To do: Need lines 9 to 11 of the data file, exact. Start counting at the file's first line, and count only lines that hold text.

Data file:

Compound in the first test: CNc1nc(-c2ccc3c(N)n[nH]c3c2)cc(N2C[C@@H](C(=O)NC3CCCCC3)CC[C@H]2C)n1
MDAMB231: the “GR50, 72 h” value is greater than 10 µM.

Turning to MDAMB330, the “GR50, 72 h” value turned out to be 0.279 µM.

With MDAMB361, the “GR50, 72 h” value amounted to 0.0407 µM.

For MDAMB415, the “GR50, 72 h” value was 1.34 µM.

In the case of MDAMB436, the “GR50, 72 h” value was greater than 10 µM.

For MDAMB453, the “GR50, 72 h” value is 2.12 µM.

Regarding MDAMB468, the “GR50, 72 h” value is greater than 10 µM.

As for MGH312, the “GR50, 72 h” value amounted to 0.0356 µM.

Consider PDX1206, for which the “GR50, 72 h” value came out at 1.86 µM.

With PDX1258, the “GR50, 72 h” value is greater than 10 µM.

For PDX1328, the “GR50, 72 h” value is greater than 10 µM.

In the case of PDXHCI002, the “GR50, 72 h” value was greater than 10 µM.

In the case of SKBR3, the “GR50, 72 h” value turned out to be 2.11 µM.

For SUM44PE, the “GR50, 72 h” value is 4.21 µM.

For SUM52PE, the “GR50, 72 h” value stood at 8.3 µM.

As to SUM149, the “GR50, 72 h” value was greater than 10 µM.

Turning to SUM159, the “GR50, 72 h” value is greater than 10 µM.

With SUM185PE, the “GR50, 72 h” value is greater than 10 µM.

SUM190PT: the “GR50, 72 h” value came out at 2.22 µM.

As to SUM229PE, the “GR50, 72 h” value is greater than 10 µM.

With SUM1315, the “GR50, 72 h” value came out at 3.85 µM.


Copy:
As for MGH312, the “GR50, 72 h” value amounted to 0.0356 µM.

Consider PDX1206, for which the “GR50, 72 h” value came out at 1.86 µM.

With PDX1258, the “GR50, 72 h” value is greater than 10 µM.